Gene associated with cerebral palsy and death in very preterm babies
In a study to be presented on Feb. 6 at 2:45 p.m. CST, at the Society for Maternal-Fetal Medicine's annual meeting, The Pregnancy Meeting™, in New Orleans, researchers will report that a variant in SERPINE1, a gene involved in inflammation and blood clotting, is associated with cerebral palsy and death in very preterm babies. This gene has been associated with increased risk of cerebral palsy in one previous study of preterm babies.
Previous genetic studies of very preterm babies have suggested several genetic variations that might predispose to brain injury and developmental problems. However, different studies have had different results.
This study, titled Genetic Predisposition to Adverse Neurodevelopmental Outcome After Early Preterm Birth: A Validation Analysis, was a collaborative effort between the Eunice Kennedy Shriver NICHD Maternal-Fetal Medicine Units and Neonatal Research Networks.
Researchers evaluated two different populations of very early preterm births (earlier than 32 weeks) with the goal of confirming the same genetic risk factors in both groups. The first population of preterm births was enrolled in a large Neonatal Research Network study, and the other group was of births that were enrolled in a Maternal Fetal Medicine Units Network study of magnesium sulfate before preterm birth for prevention of cerebral palsy.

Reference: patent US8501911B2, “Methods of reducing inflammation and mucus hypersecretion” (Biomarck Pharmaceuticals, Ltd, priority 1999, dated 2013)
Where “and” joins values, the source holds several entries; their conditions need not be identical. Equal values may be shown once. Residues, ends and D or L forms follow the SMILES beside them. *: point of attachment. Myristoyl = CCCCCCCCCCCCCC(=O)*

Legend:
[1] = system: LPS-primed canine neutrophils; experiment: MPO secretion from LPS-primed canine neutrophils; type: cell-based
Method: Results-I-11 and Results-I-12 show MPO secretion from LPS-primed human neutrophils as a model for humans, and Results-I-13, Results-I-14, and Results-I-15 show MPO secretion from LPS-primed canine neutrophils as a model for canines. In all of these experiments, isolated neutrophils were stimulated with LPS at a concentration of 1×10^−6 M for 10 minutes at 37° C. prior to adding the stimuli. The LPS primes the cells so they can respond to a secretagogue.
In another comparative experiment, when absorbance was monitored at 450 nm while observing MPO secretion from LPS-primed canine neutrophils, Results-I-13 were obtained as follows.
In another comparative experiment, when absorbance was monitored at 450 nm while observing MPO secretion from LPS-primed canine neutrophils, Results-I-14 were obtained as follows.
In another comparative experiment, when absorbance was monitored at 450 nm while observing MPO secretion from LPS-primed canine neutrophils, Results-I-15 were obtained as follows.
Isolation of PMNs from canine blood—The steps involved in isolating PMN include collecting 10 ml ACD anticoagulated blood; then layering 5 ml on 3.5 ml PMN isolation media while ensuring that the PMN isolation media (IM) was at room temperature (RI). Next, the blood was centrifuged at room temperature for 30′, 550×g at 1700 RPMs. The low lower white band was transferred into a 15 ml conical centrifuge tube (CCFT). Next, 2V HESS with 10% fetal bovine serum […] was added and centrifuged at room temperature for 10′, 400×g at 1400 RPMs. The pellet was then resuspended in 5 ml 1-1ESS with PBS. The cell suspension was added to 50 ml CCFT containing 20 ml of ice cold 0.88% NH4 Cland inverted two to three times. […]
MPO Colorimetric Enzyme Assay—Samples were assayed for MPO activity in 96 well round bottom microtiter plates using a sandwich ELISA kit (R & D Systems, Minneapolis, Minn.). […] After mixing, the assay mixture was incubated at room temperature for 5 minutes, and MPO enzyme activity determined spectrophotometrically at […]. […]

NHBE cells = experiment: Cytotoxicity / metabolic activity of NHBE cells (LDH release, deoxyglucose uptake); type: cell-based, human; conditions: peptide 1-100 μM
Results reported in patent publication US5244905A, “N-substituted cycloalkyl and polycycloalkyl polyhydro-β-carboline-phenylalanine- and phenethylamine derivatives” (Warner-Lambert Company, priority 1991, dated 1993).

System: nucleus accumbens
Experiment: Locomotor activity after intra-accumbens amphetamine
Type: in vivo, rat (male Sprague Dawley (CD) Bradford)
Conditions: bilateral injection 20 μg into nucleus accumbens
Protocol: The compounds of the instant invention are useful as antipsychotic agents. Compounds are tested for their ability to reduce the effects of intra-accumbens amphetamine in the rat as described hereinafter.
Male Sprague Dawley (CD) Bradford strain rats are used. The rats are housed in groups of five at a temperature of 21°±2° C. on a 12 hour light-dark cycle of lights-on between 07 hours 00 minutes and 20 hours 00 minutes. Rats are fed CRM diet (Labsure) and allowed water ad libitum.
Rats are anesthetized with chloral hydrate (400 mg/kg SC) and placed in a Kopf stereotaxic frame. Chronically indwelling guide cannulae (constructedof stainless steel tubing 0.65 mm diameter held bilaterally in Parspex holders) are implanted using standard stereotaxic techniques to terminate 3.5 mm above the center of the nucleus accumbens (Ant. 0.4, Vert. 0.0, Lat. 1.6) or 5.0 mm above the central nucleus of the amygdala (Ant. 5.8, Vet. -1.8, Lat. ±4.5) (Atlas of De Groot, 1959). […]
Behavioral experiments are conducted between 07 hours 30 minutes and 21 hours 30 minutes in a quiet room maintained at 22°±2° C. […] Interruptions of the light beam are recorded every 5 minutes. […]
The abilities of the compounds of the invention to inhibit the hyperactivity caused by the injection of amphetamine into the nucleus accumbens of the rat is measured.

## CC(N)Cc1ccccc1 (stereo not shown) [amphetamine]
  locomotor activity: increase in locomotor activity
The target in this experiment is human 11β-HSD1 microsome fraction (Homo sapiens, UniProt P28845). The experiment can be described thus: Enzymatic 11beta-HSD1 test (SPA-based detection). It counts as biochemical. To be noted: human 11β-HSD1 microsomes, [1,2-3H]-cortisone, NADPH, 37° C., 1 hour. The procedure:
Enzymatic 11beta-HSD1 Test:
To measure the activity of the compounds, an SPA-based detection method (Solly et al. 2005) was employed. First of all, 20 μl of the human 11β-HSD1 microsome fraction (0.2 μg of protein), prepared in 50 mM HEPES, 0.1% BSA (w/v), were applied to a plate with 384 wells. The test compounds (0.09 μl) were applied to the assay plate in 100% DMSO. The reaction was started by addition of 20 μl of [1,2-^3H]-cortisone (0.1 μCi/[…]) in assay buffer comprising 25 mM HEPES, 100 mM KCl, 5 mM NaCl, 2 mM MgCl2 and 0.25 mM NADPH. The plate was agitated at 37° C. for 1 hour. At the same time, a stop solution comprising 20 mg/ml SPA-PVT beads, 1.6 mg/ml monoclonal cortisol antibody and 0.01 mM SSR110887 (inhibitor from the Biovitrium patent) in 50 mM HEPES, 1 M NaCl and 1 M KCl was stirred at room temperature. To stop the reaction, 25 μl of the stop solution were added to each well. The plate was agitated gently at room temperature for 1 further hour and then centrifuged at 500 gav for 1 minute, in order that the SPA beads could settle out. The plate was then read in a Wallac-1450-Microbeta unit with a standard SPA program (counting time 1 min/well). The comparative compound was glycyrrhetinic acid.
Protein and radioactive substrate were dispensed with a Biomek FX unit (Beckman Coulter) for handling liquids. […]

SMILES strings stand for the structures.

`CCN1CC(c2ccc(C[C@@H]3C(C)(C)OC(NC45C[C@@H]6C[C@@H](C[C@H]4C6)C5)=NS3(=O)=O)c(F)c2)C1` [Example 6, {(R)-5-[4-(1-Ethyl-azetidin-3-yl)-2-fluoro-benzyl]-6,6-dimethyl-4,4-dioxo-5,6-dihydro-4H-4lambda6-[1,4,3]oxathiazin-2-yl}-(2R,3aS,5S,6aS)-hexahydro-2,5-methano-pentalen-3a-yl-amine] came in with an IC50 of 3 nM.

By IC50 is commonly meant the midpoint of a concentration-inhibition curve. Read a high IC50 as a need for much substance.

Results revealed a variant in the gene SERPINE1, a gene involved in inflammation and blood clotting, was associated with cerebral palsy and death after early preterm birth in both populations of preterm babies.
"Preterm birth is the leading cause of childhood brain injury in otherwise normal children. The earlier a baby is born, the higher the risk of brain injury. However, even among the tiniest preemies, some babies develop quite normally, while others have devastating brain injury and life-long disability," said Erin Clark, M.D., the study's author. "The reason for this difference in outcomes is not well understood. Genetics may allow identification of babies at increased risk so that we can target those babies for prevention and treatment strategies. These results add to the evidence that genes may play a role in risk of brain injury and death in preterm babies."
Clark, assistant professor of Maternal Fetal Medicine, University of Utah School of Medicine's Department of Obstetrics and Gynecology, also noted that additional research is necessary to further evaluate genes that may influence risk and to determine how to apply these results to clinical care.